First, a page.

21:23 When he entered the temple, the chief priests and the elders of the people came to him as he was teaching, and said, “By what authority are you doing these things, and who gave you this authority?”
21:24 Jesus said to them, “I will also ask you one question; if you tell me the answer, then I will also tell you by what authority I do these things.
21:25 Did the baptism of John come from heaven, or was it of human origin?” And they argued with one another, “If we say, ‘From heaven,’ he will say to us, ‘Why then did you not believe him?’
21:26 But if we say, ‘Of human origin,’ we are afraid of the crowd; for all regard John as a prophet.”
21:27 So they answered Jesus, “We do not know.” And he said to them, “Neither will I tell you by what authority I am doing these things.
21:28 “What do you think? A man had two sons; he went to the first and said, ‘Son, go and work in the vineyard today.’
21:29 He answered, ‘I will not’; but later he changed his mind and went.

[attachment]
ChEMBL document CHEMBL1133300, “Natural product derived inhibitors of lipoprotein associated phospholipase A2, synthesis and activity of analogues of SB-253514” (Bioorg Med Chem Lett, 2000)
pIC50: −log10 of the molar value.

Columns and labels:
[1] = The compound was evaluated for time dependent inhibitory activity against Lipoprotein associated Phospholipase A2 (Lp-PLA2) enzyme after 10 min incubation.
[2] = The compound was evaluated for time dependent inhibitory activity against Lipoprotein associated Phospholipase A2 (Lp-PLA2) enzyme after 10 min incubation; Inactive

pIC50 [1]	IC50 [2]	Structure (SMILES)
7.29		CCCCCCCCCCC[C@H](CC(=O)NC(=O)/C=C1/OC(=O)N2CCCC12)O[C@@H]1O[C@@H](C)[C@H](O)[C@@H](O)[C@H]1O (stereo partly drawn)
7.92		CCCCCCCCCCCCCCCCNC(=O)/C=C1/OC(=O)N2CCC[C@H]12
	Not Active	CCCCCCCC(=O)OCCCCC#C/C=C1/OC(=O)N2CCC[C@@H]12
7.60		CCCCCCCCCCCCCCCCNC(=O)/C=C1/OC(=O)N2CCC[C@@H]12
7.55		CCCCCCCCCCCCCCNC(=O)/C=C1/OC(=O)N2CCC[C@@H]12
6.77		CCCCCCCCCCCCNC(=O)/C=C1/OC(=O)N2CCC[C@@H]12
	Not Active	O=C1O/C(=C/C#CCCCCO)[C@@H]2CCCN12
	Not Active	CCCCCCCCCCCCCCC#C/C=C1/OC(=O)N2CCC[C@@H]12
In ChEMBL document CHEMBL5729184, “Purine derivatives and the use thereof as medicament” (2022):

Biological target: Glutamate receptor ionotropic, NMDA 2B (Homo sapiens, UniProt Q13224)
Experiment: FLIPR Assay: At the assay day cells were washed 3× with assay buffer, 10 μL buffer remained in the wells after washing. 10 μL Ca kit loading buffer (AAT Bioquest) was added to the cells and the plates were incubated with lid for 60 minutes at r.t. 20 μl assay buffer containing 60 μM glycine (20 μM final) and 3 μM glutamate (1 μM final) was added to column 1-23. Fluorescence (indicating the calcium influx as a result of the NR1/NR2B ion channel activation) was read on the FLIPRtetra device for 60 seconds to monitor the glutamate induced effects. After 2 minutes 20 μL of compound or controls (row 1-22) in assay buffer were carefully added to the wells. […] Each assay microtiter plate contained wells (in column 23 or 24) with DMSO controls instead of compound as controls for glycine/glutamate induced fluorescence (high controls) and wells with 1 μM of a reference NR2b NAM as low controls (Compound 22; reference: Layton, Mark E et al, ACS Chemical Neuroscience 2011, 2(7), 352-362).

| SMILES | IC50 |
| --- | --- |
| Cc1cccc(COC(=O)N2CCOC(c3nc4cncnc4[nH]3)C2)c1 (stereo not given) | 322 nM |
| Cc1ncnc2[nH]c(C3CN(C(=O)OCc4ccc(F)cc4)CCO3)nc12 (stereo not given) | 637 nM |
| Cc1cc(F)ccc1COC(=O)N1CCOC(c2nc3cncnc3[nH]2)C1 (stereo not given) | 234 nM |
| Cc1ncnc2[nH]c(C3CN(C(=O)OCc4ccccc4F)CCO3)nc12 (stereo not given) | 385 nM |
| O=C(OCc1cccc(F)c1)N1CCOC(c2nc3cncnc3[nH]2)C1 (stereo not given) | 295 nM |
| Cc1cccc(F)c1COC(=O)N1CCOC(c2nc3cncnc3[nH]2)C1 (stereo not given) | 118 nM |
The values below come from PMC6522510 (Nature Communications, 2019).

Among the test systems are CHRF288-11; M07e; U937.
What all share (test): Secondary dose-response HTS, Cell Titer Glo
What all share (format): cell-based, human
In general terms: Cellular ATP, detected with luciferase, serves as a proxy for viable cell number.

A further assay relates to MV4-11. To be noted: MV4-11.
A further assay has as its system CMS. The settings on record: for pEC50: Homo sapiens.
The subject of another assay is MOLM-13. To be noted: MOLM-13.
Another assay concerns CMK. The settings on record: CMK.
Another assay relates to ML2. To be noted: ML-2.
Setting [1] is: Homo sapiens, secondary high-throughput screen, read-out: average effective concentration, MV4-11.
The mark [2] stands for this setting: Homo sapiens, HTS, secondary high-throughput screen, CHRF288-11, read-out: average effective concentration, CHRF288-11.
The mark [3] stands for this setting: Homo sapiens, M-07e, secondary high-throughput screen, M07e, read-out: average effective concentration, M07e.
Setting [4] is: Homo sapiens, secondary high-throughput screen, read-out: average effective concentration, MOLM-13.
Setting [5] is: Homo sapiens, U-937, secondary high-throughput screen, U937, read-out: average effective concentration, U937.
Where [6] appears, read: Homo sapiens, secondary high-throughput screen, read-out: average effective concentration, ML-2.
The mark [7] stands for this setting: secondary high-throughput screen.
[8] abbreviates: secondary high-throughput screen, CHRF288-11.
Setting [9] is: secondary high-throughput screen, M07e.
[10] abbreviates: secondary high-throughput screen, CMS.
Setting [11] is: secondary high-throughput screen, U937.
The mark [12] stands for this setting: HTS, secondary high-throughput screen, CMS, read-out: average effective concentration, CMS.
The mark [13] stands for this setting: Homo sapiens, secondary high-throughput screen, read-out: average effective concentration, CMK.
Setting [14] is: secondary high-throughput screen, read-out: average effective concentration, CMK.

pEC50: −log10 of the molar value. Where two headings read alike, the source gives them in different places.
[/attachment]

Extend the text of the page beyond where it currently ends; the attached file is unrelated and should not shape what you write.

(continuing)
21:30 The father went to the second and said the same; and he answered, ‘I go, sir’; but he did not go.
21:31 Which of the two did the will of his father?” They said, “The first.” Jesus said to them, “Truly I tell you, the tax collectors and the prostitutes are going into the kingdom of God ahead of you.
21:32 For John came to you in the way of righteousness and you did not believe him, but the tax collectors and the prostitutes believed him; and even after you saw it, you did not change your minds and believe him.


THE MESSAGE FOR THE MORNING – you can also view it at https://youtu.be/OEGa3PBMeMg

September 27, 2020

Seventeenth Sunday after Pentecost

Philippians 2: 1-13

Matthew 21: 23-32